Soon after I started working in a division of a large company, I found that the division was under threat of shutting down as it was not profitable. We had the opportunity for a contract with an external customer to provide $10 million worth of equipment over several years. The major issues with this project were: late start, lack of sufficient resources and lack of sufficient expertise regarding some areas of the build. We pulled together our best resources and motivated them to turn things around to keep the division from closing. We built a good relationship with the customer by involving him as part of the team. I included the vendors as part of the team and negotiated quick turn around on orders as they were promised future business for this equipment. The project was a great success which saved the division from shut down with the increased future sales forecast.
Achieving Strategy by Tying Goals to Project Funding
A Healthcare company had an excellent strategic plan but was not meeting their strategic goals. The root cause problem was failure to complete strategic projects successfully. Currently all personnel could request projects and the project would be placed in the queue for resourcing. Resources were moved around to try and accommodate the very heavy workload, which could result in project failure of the more valuable projects.
Working with the leaders of the organization, we developed an optimized Project Portfolio Management process based on their business needs and requirements. I facilitated design of a strategic scoring method for project prioritization to ensure that the decision makers could easily see which investments would provide the greatest contribution to their strategic goals and maximize ROI. The prioritization, along with improved and automated resource management ensured that the most valuable projects were sourced properly and were scheduled according to their strategic value. We automated and streamlined processes across the Project Lifecycle and implemented new software.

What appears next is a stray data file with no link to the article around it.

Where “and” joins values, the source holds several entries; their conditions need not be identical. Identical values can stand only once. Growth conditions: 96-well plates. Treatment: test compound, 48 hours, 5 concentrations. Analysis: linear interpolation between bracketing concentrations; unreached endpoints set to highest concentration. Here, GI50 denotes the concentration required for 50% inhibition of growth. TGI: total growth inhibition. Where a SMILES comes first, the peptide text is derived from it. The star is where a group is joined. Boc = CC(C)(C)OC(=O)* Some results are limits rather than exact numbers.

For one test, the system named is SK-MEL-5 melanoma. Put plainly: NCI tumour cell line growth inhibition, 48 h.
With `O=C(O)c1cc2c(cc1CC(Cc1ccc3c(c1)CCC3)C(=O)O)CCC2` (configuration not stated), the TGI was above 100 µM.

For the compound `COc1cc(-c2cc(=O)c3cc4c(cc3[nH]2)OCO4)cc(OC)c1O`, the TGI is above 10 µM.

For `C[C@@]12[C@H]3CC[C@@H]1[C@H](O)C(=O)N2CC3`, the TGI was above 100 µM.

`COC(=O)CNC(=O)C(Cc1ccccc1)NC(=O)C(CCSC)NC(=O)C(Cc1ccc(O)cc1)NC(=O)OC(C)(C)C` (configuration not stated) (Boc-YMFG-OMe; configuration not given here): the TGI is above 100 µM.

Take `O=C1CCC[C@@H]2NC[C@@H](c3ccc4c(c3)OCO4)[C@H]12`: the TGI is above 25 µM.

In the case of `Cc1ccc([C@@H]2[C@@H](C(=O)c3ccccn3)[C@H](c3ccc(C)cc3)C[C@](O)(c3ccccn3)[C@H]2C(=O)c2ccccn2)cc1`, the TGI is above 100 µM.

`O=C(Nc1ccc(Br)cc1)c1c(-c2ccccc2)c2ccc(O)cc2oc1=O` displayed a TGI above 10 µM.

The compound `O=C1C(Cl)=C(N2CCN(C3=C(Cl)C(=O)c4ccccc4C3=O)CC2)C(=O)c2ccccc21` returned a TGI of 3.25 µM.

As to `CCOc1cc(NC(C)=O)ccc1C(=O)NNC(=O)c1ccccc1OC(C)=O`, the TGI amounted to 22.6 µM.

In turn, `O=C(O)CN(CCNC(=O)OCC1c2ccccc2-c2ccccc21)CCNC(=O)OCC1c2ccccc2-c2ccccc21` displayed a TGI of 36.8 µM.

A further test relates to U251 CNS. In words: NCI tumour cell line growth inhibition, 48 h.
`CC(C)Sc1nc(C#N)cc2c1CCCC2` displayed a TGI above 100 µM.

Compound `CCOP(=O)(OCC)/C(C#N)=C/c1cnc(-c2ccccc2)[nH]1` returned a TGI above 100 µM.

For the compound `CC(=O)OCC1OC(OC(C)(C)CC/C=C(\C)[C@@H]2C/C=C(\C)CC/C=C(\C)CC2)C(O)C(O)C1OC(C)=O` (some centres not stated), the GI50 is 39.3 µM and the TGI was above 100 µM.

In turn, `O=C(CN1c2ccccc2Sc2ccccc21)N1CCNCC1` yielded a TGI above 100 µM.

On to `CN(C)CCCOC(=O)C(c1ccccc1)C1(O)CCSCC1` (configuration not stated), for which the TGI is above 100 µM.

The business saw great value in the new processes and systems. They could clearly see improvement in project success and the most valuable projects were properly resourced and prioritized. Strategic goals were now strongly tied to projects being prioritized and funded so that the company was accomplishing its strategy.
Starting Up and Bringing in Business Quickly
To grow their revenue, a large consulting firm wanted to offer new consulting services. At the time, Portfolio Management was a growing discipline. The consulting firm brought me in to establish this consulting practice and bring in new business. I hired and trained staff, developed our consulting methodology, negotiated consulting contracts, worked with Business Development to bring in business and establish our presence in the market. Within the first week, I helped secure a $1,000,000+ contract with a multi-year extension option. This extended after major success in the first year.
Satisfying customers when they don’t agree on requirements
I was contracted to a major IT company to provide an IT/ Business solution to a branch of the military. My contractor didn’t warn me that several consultants had been sent out to work with the client and the client had never been happy about the results! The IT stakeholder and Business stakeholder had differing views on requirements for the project. Neither of these views matched the statement of work supplied by my contractor. I talked individually with the IT Lead and the business client to understand their requirements. I determined a way to provide all requirements and completed the project with happy clients!